Bridging Divides, Healing Communities
Youth Film Challenge
Submissions due before midnight, Sunday, November 14, 2021
Have you been thinking about how to address global problems or resolve inequities in your country, your state, your town, your community, your school, or even your family? Do you see a way forward? If you’re between the ages of 14 and 24 and you live or attend school in our region, we’re inviting you to make a 6-minute (or less) film that focuses on a specific challenge that divides us and shows how you would tackle it.
We’ve partnered with Berkshire Taconic Community Foundation and the Civic Life Project to present the Bridging Divides, Healing Communities Youth Film Challenge. It’s easy to apply, it’s free to enter, and you won’t be on your own. You can learn skills from professional filmmakers in free workshops and Q&A days, and we’ll be here to offer advice along the way. Don’t worry about equipment; you can shoot it on your smartphone! We’ll even give you $50 toward your production if you’re among the first 50 to submit your film. We might be able to help out if you don’t have a camera.
Your entry will be judged by a panel of film industry professionals, and you’ll have the chance to win up to $2000 and have your film screened at 3 local theaters. You have until November 14 to submit your film.
Get the details below, start putting together ideas for your film, fill out the application, learn any skills you need to know in our workshops/videos (below), shoot and edit your film, and submit it before midnight, November 14.
The submission period ends on November 14, 2021.
We know it’s tough to make a film during a pandemic, so we have extended the deadline by two weeks. You may enter as an individual or a group; just be sure to enter before midnight 11/14!
Films should be no longer than 6 minutes.
You may submit a film that’s already been completed or create something new!
You must be between the ages of 14 and 24.
To participate you must be a resident of or attend school in the Berkshire Taconic Community Foundation region, which includes Berkshire County, Massachusetts; Columbia County, New York; parts of Dutchess County, New York; and parts of Litchfield County, Connecticut.
Check this map to see if you qualify.
Fill out the application form.
(Don’t worry, it’s very short!)
This lets us know who you are, what topic you plan to address with your film, whether you’re eligible to participate, and if you need help with a camera. It also lets us know that you have read and agree to the rules and terms of the Bridging Divides, Healing Communities Youth Film Challenge.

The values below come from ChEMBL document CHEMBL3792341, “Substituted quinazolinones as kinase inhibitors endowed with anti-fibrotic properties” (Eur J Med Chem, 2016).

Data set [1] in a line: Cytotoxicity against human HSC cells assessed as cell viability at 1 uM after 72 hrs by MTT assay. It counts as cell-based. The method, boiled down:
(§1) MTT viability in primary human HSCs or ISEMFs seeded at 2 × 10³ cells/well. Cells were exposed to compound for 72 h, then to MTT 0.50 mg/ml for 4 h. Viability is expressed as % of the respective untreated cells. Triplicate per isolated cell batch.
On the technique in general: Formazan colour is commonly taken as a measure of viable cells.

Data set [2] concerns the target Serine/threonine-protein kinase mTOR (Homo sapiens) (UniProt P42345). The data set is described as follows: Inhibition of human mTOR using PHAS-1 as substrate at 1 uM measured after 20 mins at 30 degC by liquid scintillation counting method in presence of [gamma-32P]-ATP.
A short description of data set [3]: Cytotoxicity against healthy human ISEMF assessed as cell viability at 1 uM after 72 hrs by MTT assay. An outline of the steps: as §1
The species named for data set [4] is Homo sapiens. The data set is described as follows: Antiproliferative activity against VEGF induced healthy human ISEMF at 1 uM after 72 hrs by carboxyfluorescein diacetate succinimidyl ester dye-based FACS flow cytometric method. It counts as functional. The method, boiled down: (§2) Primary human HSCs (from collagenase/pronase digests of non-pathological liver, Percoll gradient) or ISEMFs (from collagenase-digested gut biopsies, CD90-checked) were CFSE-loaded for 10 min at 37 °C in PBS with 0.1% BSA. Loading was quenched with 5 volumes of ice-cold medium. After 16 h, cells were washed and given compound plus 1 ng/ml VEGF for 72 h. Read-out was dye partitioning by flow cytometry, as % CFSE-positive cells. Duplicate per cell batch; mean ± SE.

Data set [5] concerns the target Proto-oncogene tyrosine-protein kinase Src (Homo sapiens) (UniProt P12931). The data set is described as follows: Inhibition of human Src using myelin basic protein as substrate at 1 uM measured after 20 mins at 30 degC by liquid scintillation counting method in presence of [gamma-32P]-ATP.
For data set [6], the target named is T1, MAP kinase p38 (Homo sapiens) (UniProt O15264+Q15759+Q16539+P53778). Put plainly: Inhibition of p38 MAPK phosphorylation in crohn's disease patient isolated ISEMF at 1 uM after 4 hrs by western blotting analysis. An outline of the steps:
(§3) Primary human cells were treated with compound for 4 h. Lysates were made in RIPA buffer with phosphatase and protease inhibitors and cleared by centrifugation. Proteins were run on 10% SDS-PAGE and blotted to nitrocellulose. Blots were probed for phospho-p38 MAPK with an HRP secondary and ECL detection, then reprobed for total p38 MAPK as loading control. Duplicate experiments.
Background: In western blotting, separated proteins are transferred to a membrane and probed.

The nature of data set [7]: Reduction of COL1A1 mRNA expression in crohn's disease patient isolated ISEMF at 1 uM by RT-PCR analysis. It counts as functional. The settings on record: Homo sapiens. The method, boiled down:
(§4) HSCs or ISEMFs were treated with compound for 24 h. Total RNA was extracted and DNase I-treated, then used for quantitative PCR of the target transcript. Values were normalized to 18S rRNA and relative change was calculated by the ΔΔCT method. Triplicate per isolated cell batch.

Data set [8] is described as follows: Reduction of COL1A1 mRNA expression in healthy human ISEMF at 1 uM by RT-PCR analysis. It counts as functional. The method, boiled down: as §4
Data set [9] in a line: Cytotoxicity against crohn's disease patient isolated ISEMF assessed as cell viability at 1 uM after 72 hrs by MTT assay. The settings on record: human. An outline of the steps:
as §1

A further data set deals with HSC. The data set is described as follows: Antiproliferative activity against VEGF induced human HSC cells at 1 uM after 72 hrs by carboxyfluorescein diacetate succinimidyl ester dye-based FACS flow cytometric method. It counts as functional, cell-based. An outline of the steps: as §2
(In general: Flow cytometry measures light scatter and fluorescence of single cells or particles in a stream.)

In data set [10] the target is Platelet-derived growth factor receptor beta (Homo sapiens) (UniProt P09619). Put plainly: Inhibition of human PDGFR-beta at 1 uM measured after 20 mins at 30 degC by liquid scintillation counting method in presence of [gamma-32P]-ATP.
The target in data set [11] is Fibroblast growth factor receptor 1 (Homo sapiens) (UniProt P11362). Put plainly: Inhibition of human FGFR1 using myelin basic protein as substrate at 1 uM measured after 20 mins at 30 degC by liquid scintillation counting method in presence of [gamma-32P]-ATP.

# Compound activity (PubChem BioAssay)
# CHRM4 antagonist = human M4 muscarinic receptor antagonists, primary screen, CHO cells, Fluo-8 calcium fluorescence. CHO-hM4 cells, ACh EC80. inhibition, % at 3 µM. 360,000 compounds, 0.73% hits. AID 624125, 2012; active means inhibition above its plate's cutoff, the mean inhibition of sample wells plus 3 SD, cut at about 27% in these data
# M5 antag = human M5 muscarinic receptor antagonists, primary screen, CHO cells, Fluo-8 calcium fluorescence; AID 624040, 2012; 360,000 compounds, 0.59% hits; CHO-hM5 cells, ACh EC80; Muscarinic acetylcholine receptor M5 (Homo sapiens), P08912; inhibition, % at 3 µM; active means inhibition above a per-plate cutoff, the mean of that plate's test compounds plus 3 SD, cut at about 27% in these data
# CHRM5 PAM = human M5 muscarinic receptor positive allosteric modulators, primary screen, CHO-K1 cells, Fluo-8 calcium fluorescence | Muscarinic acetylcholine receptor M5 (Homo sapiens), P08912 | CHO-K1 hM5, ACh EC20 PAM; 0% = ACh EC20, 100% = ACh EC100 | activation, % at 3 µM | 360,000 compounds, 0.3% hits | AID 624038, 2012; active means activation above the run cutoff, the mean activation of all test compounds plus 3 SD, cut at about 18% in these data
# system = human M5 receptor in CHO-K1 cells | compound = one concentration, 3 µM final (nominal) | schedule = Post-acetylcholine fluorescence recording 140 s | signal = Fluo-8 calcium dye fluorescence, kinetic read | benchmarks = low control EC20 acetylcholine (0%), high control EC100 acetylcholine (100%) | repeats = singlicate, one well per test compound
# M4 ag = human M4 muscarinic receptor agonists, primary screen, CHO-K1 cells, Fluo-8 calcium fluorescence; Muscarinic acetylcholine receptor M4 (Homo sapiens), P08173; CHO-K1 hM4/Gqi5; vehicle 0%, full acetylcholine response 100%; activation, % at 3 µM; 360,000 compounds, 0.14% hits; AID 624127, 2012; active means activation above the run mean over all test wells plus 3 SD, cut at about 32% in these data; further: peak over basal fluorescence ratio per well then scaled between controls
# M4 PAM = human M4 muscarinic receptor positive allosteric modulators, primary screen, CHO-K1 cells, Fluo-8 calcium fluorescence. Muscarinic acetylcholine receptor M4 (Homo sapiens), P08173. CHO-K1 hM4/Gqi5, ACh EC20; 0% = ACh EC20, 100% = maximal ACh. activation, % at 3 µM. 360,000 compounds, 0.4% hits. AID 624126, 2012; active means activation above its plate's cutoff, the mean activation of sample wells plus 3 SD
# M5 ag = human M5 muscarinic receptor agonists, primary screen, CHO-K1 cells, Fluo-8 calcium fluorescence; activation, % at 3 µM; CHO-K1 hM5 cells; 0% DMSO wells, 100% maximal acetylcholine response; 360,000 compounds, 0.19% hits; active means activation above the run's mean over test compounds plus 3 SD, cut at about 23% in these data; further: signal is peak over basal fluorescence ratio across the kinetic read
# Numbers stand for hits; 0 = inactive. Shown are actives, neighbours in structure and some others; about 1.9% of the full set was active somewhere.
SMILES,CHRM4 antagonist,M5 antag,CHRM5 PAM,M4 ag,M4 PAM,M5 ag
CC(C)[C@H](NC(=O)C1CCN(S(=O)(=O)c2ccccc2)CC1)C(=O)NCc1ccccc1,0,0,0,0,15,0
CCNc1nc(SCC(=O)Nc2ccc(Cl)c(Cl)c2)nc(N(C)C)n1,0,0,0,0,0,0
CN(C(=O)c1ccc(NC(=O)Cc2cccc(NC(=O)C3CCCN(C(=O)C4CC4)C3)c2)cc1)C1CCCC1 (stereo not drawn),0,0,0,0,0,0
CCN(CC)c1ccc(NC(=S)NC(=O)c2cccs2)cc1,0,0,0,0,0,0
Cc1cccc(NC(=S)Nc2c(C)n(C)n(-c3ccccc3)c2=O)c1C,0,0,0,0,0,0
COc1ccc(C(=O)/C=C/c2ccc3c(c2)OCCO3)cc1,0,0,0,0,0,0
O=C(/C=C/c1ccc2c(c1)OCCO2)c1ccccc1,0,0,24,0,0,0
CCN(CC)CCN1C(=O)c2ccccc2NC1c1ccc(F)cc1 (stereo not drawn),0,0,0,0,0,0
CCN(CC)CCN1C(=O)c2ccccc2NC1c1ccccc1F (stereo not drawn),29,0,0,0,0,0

You’ll receive an email confirming your application when you’ve completed the form.
SUBMIT YOUR FILM
Submit your film!
(Again, it’s a very easy submission process.)
You’ll receive a confirmation email once we’ve received your submission. Not only is it free to submit your film, but the first 50 people to enter will receive $50 toward their production costs. By submitting your film, you agree to the rules and terms of the Bridging Divides, Healing Communities Youth Film Challenge.
How to Pick a Topic
Share your views on what’s creating divisions and inequities in society, and show how you’re tackling challenges in your families, schools, and communities. Your film can explore topics such as climate change; the state of our democracy; exclusion based on identity, age, religion or social or immigration status; or any local, national or global issue of your choosing for which there are opposing views yet possibilities for reconciliation and healing.
Here are a few more ideas (pdf).
BE CREATIVE! Make a music video, spoken word/poetry session, write a play, do a short documentary, make a commercial or short narrative. The possibilities are limitless!
A Few Things To Think About
What’s the purpose of your video? What’s the message you’re trying to convey? What’s the tone of the video (serious, funny)? How do you want people to feel when they watch it?